Dear Friends of Joseph House:
We were talking not that long ago about what it means to be in charge. We laughed because being the “head honcho” is not always glamorous. In our line of work, it usually means you’re the one pushing a broom, cleaning up after everyone has left.
This shouldn’t be too surprising, given what Jesus did at the Last Supper. It was His last chance to tell His disciples what it’s all about, and He opted for a visual sermon. Jesus did something that caught His disciples off guard and left an image they would never forget: He washed their feet, the most humble and lowliest job imaginable.
This needs to be burned into our minds, too.
As the founder of the Joseph House and the Little Sisters, Sr. Mary Elizabeth Gintling was always the one in charge. In many ways it came naturally to her. But her abilities never blinded her to the teachings of Jesus. She would tell us over and over again to avoid anything resembling a “professional” attitude. By that she meant being attached to power and the trappings and privileges of power. All the things that place someone over and above someone else.
She left no shortage of examples to get her point across. Sr. Connie fondly remembers when she first came to work at the Crisis Center and needed a desk. Sr. Mary Elizabeth promptly turned over a trash can and voila! — there was her desk.
Yes, those were the days!
But there was a reason for what she did. Sr. Mary Elizabeth knew the value of humility. It guards against sinful pride and it helps us become approachable and non-threatening. Sister wanted us to embrace our “littleness.” She wanted us to be present to those in need face-to-face, shoulder-to-shoulder, ready to listen. We should be willing to wash another’s feet without hesitation, and have that willingness apparent in our demeanor. We can’t hide behind job titles.
If she gave us a high standard to live up to, well, so did Jesus.
This spirit of loving service unites us with you, and together with your support we translate love for others into concrete action. Sr. Mary Elizabeth said, “We are free to do for the poor what the poor need.” She had in mind a freedom from red tape and overbearing regulations, and also a freedom of the heart, a freedom to love without reserve. A freedom to do whatever is needed.
Eloise was surprisingly calm given her situation. Her strength and intelligence were serving her well. Eloise is married, but her husband was locked up awaiting trial on a DUI charge. She said he is a good and responsible person, except when he is drinking. Then, she said, he is terrible.
Eloise and her husband have six children. They live in a one-room apartment. After her husband was arrested, Eloise suddenly became the provider for the family. She found a job at a nursery, but it wasn’t going to start for a little while. Her badly needed paycheck was weeks away. Eloise came to the Crisis Center, where we listened to the sad tale of her struggle. Behind in the rent and electric, no food for her children, she didn’t know what to do. Thanks to the generosity of people like you, we were able to act immediately: $300 for the rent, $100 for the electric, and more groceries than she could carry.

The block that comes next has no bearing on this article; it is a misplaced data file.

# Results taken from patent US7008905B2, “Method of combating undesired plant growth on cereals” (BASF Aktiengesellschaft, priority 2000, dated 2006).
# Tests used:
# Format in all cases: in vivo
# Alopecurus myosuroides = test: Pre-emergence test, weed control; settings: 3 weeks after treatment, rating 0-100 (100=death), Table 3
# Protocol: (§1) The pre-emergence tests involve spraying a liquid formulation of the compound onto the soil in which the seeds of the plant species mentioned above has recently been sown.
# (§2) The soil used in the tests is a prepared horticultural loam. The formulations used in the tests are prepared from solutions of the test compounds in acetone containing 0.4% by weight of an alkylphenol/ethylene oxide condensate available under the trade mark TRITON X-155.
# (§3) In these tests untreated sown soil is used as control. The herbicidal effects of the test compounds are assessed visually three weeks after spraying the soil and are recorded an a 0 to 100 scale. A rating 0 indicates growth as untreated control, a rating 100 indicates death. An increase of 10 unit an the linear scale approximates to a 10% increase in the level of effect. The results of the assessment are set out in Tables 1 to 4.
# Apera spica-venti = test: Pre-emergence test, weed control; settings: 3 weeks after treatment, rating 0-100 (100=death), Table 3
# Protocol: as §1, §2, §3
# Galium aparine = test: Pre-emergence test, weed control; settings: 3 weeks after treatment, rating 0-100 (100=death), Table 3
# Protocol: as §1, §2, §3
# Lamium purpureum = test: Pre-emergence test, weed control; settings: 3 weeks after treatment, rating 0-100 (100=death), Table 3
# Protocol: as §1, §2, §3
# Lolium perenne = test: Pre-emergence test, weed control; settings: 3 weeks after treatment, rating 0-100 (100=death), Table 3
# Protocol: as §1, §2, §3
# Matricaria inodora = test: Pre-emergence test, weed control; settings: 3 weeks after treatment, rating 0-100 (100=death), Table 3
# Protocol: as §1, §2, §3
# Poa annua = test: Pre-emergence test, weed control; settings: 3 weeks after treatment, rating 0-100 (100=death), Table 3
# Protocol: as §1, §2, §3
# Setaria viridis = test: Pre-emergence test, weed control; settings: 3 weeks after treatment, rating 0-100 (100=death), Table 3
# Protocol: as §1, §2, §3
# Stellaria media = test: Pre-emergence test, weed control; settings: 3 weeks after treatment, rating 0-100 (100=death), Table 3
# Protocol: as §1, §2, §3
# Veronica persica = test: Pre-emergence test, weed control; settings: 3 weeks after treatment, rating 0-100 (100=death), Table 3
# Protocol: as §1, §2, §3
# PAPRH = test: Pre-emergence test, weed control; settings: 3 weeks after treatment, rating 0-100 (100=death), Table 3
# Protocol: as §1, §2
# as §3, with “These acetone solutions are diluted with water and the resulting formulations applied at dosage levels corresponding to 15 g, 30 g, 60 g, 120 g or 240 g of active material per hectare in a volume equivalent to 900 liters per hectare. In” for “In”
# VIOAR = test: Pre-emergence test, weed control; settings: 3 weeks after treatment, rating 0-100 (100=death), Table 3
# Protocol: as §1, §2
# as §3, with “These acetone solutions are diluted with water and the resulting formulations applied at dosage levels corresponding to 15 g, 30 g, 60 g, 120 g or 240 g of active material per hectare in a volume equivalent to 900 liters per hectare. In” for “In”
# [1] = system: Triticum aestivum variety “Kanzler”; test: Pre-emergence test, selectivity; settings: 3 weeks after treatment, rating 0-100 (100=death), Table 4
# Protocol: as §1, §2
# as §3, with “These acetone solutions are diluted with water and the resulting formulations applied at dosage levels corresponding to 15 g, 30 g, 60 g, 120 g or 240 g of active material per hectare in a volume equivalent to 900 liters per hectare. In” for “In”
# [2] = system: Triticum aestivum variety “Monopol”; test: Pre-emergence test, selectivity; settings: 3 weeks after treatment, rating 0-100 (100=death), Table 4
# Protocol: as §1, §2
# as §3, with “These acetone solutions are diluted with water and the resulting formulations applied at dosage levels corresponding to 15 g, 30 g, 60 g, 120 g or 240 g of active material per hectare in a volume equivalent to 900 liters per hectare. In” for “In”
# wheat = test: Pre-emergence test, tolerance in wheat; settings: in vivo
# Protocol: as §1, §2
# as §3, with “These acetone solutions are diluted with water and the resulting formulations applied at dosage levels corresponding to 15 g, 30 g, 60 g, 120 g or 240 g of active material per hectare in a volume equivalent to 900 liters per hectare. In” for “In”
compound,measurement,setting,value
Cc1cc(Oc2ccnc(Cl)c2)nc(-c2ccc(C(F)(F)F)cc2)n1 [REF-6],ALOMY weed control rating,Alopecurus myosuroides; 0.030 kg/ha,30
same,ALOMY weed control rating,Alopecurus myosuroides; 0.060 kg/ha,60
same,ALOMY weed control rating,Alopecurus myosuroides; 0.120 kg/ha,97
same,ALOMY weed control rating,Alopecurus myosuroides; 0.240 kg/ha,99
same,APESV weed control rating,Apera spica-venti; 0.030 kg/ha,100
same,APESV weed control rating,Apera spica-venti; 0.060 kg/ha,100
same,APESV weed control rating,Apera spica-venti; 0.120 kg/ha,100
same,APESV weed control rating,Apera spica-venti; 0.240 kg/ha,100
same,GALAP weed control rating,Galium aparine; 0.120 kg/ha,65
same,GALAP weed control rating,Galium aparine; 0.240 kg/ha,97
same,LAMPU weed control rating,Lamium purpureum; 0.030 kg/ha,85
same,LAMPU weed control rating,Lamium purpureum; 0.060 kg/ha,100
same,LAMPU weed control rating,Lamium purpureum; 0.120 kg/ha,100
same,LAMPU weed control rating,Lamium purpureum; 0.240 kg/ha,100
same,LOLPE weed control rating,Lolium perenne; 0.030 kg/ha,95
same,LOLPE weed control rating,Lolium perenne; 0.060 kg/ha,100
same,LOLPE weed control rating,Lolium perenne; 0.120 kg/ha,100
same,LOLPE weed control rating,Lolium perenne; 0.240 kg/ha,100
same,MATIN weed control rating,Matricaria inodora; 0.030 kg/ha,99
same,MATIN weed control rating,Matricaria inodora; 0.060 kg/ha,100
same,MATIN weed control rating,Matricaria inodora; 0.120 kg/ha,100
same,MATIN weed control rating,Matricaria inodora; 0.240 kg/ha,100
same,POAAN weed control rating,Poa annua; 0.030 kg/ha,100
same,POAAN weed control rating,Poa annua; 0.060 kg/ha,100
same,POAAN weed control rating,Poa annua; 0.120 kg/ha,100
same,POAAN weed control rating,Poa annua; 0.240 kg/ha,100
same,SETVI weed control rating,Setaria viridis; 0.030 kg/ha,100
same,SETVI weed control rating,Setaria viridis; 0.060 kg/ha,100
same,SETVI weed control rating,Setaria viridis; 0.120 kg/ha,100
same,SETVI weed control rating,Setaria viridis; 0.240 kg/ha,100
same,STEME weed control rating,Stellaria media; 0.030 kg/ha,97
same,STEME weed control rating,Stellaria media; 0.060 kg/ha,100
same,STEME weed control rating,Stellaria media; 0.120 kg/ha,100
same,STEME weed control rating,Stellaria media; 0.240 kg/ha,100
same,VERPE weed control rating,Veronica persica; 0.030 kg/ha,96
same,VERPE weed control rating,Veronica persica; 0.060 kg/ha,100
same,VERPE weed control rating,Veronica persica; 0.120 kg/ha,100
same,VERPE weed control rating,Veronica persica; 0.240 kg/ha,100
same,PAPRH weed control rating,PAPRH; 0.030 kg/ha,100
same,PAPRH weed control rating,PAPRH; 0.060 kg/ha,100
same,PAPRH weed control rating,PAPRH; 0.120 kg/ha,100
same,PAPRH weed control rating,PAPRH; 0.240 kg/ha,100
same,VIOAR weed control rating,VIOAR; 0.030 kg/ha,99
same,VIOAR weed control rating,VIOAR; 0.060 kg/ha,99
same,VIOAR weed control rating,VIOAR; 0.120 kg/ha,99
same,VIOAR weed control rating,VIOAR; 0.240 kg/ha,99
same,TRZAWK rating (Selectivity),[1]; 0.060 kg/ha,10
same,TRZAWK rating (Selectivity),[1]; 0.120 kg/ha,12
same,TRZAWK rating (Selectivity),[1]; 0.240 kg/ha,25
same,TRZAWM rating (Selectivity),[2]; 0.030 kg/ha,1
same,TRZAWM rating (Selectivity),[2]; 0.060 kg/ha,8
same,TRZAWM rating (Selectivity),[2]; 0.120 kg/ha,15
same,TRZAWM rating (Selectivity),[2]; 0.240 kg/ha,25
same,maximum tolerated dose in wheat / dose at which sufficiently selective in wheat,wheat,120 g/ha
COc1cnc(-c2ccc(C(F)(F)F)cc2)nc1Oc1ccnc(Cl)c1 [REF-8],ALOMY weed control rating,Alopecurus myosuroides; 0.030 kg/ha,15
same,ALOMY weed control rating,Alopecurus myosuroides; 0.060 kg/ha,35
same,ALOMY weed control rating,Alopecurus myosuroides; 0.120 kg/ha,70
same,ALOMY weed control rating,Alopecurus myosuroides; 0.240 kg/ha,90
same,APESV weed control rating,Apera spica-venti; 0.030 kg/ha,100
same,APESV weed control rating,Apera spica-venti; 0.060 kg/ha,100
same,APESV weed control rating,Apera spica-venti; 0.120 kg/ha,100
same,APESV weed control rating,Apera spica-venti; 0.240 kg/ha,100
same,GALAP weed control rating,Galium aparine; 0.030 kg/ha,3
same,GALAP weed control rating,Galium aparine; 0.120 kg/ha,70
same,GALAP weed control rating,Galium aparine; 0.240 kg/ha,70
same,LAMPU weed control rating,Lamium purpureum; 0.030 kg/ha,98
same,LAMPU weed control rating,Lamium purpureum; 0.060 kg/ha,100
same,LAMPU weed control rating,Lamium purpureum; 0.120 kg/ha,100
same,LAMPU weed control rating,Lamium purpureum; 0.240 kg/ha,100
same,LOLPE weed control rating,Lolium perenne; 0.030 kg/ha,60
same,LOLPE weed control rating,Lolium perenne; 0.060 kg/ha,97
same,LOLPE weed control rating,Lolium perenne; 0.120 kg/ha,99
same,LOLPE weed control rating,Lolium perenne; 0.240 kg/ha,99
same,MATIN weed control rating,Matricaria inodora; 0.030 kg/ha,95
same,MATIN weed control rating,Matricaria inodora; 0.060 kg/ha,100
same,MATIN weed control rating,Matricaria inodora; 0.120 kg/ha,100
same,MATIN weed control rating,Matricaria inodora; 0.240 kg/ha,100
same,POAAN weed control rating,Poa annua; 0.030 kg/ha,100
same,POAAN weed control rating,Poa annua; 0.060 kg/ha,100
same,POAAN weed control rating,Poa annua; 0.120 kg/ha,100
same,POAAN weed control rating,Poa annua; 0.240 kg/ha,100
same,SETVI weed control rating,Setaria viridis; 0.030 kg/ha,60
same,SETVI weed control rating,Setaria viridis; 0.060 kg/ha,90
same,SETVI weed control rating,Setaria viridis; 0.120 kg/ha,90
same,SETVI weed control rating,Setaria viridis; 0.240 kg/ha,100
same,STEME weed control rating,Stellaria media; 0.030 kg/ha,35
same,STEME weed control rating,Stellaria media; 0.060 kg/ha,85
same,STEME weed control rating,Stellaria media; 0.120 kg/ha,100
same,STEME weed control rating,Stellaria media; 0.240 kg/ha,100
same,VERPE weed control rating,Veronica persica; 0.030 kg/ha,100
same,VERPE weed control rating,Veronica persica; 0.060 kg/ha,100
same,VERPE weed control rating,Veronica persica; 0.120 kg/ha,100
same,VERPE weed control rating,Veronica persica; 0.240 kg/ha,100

Many senior folks come to our Crisis Center. Veronica is 86 and a widow. For the past year her home has been infested with bed bugs and others pests. Living on a very small income, she didn’t have the funds to do anything about it. She came to see us and we paid $350 to an exterminator… Floyd, 69, lives alone out in the country. He tries to find work cutting grass for extra money, but it’s often not enough. We paid $200 to stop an electric cut-off.
Another common occurrence is people unable to work because of health problems. For Patty, 56, cancer took away her house. Medical bills and loss of work forced her to let go of just about everything. She now rents a room but still needs help sometimes. We sent $225 to the electric company on her behalf… Laurel, 50, takes care of her adult son who is learning disabled. She suffered a series of strokes and is now trying to get by on a very limited income. We sent $160 to her landlord to stop an eviction… Jason, 58, cannot work because of a seizure disorder. He fell behind in paying his bills and was dropped from the payment plan with the electric company. He could only pay $63; our contribution of $170 helped to bring his account up to date and prevent a cut-off.
Thank you for your support. We can do what needs to be done because of you!
“There are as many ways to serve God as there are people.” That was another guiding principle from Sr. Mary Elizabeth, and it certainly applies to all the people who work “behind the scenes” at the Joseph House. We need to give recognition to one such individual, Ella Duma, who retired as our bookkeeper on May 1 after 23 years of service. Ella came to work in our convent office in 1995. So much has changed since then, but Ella has been a constant presence, putting up with us, keeping our records in order, and so much more. Quite simply, her work kept the lifeblood flowing that enabled our service to those in need. We will miss her, and wish her all the best as she spends more time with her delightful grandchildren. Niech cię Bóg błogosławi!
We didn’t have to look far for a new bookkeeper. Heidi Price, who was our secretary, moved over to Ella’s desk, and a new addition to our staff, Tina Schrider has taken over Heidi’s responsibilities. In other personnel news, Nicole Soder has joined our community as a Postulant. Nicole comes to us from Ohio, and she is here to discern more closely her vocation as a Little Sister of Jesus and Mary.
It’s been a season of change and transition. We pray that God will bless everyone who is beginning a new journey, and may God’s love for you be your constant strength.
Your Little Sisters of Jesus and Mary
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